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Overclocking i5 2500K problem with LLC

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i just overclocked my i5 2500K to 4.8Ghz with Z68A-GD55-G3 mobo i set Vcore to 1.36v and disable all power saving settings

but when idle the volt is 1.352-1.344 but with load using IBT it's drop to 1.328-1.336 is this normal ??

and what is the really cpu core is (1.36 or 1.352 or 1.366 ) ??

I have two options for (LLC or Vdroop) low and auto and try both and it's the same ..

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Welcome to OCC.


The cpu voltage drop you are seeing between idle and load is normal. It's also referred to as vdroop. Let's assume that the voltage reduction isn't caused by your power supply's inability to handle the cpu draw at overclocked settings under load (that would be vdrop). There's a difference between the two. Vdroop is perfectly normal and in fact is part of the Intel design criteria. Vdroop is intended to prevent over-shoots of the CPU voltage when your cpu is cycling between various loads and power draws (very simple explanation).


There are three ways to offset the effects of vdroop.


Method one is to set an initial vcore value that is high enough to result in a cpu voltage under load that is enough to enable stable operation of your cpu at whatever overclocked settings you're using.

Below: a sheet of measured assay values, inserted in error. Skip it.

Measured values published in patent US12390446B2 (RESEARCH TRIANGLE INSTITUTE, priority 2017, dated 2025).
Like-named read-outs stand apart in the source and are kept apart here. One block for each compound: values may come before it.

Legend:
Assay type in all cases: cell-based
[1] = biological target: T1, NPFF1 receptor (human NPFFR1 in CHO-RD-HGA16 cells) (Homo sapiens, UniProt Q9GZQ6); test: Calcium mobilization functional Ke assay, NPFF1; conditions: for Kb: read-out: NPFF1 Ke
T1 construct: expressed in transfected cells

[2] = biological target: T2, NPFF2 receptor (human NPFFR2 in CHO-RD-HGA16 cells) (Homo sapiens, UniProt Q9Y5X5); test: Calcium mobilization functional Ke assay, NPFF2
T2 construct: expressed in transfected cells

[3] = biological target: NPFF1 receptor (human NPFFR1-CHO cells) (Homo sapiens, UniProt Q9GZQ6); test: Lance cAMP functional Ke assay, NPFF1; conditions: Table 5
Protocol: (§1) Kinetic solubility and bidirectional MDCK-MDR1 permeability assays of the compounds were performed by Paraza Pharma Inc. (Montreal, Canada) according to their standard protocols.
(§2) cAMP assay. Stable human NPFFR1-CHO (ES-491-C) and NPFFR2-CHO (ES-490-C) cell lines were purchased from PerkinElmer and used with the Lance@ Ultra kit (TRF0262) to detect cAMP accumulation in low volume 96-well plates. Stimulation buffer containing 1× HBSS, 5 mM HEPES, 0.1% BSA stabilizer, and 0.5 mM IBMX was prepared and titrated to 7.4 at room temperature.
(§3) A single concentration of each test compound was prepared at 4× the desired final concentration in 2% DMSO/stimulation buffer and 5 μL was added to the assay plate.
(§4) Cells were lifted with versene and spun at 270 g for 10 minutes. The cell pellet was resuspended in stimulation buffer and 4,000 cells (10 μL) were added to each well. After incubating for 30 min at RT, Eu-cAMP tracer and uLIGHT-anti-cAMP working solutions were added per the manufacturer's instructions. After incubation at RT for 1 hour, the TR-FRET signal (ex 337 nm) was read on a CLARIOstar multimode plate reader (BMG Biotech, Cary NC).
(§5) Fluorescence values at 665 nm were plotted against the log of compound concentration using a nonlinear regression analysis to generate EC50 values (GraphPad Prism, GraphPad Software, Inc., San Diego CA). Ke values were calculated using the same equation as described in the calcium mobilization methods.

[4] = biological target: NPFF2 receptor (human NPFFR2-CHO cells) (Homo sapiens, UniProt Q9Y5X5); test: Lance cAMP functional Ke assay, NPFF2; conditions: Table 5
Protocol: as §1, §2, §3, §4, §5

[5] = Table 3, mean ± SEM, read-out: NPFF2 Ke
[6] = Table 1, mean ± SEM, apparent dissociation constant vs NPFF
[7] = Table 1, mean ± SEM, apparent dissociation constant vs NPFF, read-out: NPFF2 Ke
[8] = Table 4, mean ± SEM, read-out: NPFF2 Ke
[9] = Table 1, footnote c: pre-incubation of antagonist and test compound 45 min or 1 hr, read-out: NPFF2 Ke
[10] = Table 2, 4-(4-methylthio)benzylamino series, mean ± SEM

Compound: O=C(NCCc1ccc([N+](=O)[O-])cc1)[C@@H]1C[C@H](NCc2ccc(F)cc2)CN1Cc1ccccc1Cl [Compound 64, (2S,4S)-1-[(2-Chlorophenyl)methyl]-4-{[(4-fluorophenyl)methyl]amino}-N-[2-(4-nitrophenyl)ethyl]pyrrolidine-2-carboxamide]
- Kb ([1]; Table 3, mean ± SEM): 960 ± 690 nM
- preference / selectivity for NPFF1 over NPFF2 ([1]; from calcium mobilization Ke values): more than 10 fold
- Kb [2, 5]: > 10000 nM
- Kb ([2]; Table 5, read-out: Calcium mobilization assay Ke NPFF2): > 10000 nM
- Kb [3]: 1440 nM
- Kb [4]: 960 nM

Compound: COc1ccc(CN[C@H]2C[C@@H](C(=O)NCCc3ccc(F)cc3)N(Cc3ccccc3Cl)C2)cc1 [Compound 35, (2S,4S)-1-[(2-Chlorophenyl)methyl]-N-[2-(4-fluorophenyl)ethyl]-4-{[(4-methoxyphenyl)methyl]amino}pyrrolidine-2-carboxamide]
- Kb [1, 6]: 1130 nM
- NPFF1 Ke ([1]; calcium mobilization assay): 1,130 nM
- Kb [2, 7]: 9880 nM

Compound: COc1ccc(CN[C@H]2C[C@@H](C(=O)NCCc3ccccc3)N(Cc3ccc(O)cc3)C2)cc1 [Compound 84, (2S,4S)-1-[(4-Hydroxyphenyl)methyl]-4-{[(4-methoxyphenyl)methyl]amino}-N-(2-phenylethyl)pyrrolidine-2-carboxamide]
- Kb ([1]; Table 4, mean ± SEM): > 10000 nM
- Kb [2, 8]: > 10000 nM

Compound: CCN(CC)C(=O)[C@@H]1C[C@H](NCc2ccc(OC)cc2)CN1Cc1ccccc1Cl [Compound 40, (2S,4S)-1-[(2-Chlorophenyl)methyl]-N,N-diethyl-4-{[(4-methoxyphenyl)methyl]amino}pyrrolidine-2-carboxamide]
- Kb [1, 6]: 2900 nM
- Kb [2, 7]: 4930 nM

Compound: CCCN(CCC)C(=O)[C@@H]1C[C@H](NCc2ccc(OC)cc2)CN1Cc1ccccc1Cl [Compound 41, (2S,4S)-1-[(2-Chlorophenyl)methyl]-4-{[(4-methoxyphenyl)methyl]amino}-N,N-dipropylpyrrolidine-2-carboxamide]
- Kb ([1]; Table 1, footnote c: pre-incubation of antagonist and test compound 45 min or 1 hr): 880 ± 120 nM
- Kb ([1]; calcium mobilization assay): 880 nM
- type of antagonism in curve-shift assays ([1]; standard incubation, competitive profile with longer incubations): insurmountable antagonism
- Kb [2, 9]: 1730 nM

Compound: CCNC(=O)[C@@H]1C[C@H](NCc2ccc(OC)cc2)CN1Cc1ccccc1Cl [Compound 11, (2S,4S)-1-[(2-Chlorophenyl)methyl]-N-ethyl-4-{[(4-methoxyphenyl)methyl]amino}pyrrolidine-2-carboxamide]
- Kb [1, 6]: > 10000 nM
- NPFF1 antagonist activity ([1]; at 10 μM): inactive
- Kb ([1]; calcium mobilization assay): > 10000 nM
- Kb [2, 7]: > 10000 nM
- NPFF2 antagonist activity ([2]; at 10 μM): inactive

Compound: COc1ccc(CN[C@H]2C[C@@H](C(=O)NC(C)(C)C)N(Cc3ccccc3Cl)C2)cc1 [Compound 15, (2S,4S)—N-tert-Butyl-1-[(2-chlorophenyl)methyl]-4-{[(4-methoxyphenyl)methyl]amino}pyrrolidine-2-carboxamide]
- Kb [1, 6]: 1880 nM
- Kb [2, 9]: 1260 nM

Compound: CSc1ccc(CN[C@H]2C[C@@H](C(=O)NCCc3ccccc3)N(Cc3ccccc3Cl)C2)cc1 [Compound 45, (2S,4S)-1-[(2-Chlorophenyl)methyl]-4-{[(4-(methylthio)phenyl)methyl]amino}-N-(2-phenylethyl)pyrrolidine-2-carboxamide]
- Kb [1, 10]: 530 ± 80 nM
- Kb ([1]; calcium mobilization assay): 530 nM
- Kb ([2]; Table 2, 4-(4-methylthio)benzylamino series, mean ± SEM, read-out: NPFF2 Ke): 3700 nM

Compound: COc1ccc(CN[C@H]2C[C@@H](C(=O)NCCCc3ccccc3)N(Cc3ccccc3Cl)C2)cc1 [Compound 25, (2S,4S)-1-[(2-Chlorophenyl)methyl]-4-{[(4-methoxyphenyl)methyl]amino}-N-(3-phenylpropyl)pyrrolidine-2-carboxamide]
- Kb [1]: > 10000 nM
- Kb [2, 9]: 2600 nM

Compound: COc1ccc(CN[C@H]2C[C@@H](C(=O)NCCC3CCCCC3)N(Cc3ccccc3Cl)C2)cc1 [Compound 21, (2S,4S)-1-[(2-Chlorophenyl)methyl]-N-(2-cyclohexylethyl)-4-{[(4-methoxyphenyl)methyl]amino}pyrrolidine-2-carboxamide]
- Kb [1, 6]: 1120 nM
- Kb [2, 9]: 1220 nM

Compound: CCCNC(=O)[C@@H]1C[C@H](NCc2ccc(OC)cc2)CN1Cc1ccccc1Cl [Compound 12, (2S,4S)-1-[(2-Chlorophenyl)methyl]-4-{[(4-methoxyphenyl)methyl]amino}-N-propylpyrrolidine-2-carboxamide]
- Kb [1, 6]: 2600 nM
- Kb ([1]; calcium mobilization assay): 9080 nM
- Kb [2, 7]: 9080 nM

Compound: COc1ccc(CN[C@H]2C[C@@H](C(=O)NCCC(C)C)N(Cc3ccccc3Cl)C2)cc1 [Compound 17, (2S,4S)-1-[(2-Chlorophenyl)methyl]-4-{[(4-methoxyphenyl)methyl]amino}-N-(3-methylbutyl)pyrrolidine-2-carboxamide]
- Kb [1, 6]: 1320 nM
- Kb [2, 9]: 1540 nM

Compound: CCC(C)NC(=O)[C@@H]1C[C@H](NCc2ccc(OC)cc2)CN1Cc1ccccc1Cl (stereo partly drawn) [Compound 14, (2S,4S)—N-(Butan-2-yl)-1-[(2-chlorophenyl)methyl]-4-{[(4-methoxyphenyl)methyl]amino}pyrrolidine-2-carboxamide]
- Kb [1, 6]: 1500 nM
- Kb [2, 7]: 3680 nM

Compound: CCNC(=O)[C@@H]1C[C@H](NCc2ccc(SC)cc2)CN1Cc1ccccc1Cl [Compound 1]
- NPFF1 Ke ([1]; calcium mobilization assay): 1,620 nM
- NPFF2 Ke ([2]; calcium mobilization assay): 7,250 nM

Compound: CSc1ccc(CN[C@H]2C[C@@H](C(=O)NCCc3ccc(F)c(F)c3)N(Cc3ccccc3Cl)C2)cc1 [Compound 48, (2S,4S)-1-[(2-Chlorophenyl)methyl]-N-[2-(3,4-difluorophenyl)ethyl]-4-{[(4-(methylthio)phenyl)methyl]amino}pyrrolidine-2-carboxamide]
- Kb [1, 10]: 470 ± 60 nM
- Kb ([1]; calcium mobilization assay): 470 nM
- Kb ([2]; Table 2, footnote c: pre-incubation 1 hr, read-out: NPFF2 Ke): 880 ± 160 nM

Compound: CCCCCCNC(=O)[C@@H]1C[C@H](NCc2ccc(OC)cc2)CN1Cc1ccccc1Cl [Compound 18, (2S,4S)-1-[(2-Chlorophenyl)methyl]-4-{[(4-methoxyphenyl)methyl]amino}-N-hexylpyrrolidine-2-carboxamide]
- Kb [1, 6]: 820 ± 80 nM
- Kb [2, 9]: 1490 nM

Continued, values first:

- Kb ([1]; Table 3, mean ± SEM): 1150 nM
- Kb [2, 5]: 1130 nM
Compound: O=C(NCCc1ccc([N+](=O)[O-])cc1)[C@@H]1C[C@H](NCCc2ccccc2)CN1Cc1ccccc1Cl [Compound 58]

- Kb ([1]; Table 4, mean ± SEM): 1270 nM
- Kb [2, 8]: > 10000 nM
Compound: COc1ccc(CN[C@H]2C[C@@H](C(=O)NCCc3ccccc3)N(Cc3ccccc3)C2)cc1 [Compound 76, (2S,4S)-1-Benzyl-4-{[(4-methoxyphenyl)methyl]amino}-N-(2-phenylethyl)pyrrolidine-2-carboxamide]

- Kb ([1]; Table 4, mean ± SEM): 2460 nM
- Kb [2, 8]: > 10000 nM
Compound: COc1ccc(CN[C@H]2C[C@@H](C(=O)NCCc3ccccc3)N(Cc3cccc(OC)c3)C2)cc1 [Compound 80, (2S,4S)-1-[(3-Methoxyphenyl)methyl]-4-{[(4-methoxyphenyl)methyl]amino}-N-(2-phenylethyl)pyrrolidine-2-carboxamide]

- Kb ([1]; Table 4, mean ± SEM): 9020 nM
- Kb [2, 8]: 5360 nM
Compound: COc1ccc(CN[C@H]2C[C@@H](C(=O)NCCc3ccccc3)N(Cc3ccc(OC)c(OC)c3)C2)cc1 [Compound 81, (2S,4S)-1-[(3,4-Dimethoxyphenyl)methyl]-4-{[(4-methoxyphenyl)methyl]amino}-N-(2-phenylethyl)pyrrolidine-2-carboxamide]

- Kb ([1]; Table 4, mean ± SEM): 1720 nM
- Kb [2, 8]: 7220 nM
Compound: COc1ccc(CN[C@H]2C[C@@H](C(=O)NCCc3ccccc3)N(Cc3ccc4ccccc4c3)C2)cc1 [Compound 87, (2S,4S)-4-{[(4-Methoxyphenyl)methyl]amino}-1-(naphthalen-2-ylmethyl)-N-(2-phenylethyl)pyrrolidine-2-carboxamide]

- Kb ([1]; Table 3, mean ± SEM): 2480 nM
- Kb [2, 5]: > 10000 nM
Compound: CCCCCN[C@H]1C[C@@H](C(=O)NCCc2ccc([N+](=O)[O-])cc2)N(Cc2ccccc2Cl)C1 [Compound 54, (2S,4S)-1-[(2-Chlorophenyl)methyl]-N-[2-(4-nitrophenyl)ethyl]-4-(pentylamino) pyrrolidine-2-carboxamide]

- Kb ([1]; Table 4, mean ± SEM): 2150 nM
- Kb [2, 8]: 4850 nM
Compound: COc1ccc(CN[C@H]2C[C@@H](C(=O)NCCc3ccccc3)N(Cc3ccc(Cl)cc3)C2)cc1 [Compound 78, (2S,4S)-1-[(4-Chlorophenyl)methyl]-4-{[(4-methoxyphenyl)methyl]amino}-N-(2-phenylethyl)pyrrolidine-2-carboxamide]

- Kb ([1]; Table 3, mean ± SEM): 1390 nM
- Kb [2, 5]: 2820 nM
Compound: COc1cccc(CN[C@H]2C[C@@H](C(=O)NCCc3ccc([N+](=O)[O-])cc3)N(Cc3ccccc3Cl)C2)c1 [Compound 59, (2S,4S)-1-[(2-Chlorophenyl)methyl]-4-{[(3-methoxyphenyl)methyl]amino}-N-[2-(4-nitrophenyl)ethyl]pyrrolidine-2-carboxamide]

Method two is to utilize LLC (load line calibration). On every Gigabyte motherboard I'm familiar with, setting the BIOS value to "Vdroop" means that the motherboard power circuitry follows the cpu mfgs' specification for Vdroop. Enabling LLC over-rides the cpu spec. by trying to reduce the amount of vdroop caused when the cpu goes under load. On many motherboards there is a large granularity in how much LLC you can use. Going from low > medium > high or even levels 1 through 10 as examples.


As for the actual cpu voltage - the only true way to tell is by measuring the cpu voltage points on the motherboard using a digital multimeter. Some boards have built in measuring points, while on other boards you have to research to find the actual solder points on the board that you would measure to determine the voltage. In my experience the cpu voltage displayed in BIOS is usually the closest to what you would measure if using a multimeter. And, in fact there are some third party apps that measure cpu voltage and you can actually calibrate the voltage readout to agree with what you've measured with a multimeter or what you have observed in the BIOS.


To close a rather long post - if your rig is stress test stable with a vcore of 1.36v set in the BIOS and no LLC then you should leave it there and not worry about it. The voltage you're using to get 4.8Ghz is perfectly fine. However, if your rig isn't stress test stable you might consider enabling LLC (and not increasing the vcore setting in BIOS) and re-run your test. LLC level set to low in your BIOS means that the motherboard will attempt to reduce the vdroop to a very low level which may help improve stability.

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